The Romantic Road - Rothenburg ob der Tauber, Germany
As we continue on the Romantic Road about an hour auto drive south of Wurzburg, Germany we come to the charming walled medieval town of Rothenburg ob der Tauber with its criss cross building facades that look like they belong in Hansel and Gretel or any other famous German fairy tale. This is a completely walled city on all sides with arched towers for an entrance on each side of the city. I always enter the city from the west arch and tower and start my visit there. Rothenburg, which means "red fortress above the Tauber River" is situated also in Franconia in Bavaria in Germany.
The town of Rothenburg ws founded in 1170 at the time the Staufer Castle was built. It has a center marktplaz, that has a daily market and the stores, shops, restaurants and gasthouses are around the edges of the market place. Alas, there is no castle to visit here, as Staufer Castle was completely destroyed by an earthquake in 1356. But, the walled medieval town makes up for the fact there is no longer a castle in Rothenburg.
The city was completely walled for protection and safety in the 13th century and today you can walk the walls around the town and climb the towers just as the security soldiers did in medieval times. This is a must do! You don't want to miss your chance to walk the walls of a quaint German walled town. The two towers that you can climb to get a bird's eye view of Rothenburg and the Tauber River are White Tower and Markus Tower with the Roder Arch.
When you enter Rothenburg under the west arch and tower, you want to head first straight ahead to St. Jakob Kirche (St. James Church) to see the magnificent wood carved altar by none other than our Wurzburg wood carver Tilman Riemenschneider. Again, the majestic feel of the altar makes your soul want to soar right out of the church rafters. This is the Holy Blood reredos Riemenschneider carved from 1500-1505. This is a must do! You cannot miss this extraordinary altar in an extraordinary church in an extraordinary German town. It is absolutely beautiful beyond belief, and the photo here really doesn't do it justice.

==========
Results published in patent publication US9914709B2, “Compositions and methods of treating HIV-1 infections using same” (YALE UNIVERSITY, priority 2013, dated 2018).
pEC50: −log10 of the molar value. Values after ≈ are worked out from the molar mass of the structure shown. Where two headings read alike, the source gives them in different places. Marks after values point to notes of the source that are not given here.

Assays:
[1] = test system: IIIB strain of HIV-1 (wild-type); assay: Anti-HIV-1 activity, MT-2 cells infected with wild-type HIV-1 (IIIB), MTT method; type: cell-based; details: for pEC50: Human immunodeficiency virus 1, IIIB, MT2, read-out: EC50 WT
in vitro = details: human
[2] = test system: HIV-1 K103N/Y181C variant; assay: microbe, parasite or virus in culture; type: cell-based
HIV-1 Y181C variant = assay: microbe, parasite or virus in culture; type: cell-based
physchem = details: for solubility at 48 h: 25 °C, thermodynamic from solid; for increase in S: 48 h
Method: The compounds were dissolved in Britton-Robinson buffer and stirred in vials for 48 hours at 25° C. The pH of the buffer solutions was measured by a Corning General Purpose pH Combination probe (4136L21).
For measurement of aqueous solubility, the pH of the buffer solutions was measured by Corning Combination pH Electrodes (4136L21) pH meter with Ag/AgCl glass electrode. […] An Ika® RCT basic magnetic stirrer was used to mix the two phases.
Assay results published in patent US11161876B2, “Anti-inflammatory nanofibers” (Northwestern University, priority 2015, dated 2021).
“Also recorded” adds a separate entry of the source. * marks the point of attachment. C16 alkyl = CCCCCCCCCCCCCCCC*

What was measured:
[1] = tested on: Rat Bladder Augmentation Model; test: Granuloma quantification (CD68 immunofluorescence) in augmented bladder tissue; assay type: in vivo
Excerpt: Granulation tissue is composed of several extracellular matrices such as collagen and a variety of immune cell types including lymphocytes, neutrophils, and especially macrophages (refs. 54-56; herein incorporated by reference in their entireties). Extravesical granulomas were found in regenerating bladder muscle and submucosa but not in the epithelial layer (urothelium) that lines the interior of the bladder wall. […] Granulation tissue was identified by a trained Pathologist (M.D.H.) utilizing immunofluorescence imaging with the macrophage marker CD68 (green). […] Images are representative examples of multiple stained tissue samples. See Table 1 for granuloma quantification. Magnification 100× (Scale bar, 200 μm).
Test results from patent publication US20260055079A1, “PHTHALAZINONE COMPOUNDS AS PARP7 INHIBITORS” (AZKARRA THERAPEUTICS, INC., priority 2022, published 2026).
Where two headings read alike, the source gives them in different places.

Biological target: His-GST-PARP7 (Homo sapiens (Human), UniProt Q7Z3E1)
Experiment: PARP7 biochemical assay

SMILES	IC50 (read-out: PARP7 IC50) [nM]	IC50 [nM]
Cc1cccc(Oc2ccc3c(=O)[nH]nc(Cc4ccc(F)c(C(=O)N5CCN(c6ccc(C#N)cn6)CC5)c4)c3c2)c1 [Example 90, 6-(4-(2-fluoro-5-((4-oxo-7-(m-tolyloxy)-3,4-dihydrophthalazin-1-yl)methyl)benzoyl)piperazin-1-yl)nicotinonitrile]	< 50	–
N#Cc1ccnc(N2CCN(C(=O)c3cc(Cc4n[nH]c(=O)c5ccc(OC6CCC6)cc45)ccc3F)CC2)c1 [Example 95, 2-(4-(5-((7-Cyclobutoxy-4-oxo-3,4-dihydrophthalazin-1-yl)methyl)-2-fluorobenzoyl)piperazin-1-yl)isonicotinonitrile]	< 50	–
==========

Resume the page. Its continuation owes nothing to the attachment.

- Tilman Riemenschneider - German master woodcarver and sculptor
Tilman Riemenschneider, master woodcarver and sculptor from Wurzburg, Germany gives us a glimpse into the Middle Ages through his artistic woodcarvings.
Once you leave the St. James Church, we will walk to the marktplaz to see the Rathaus, or town hall. The Gothic part of the building was built from 1250 and it was the seat of the government during medieval times. Today, the town hall tower is opened and can be climbed for an all city view. Next, you don't want to miss Rothenburg's famous Plonlein corner. Here artists the world over have painted and sketched this famous corner since medieval times. This is the corner you will see artistic renditions of all over Rothenburg and they make great gifts for family and friends. This charming corner never seems to change and I never miss it when I go to Rothenburg, which is getting to about ten times now. I never tire of this enchanting walled city.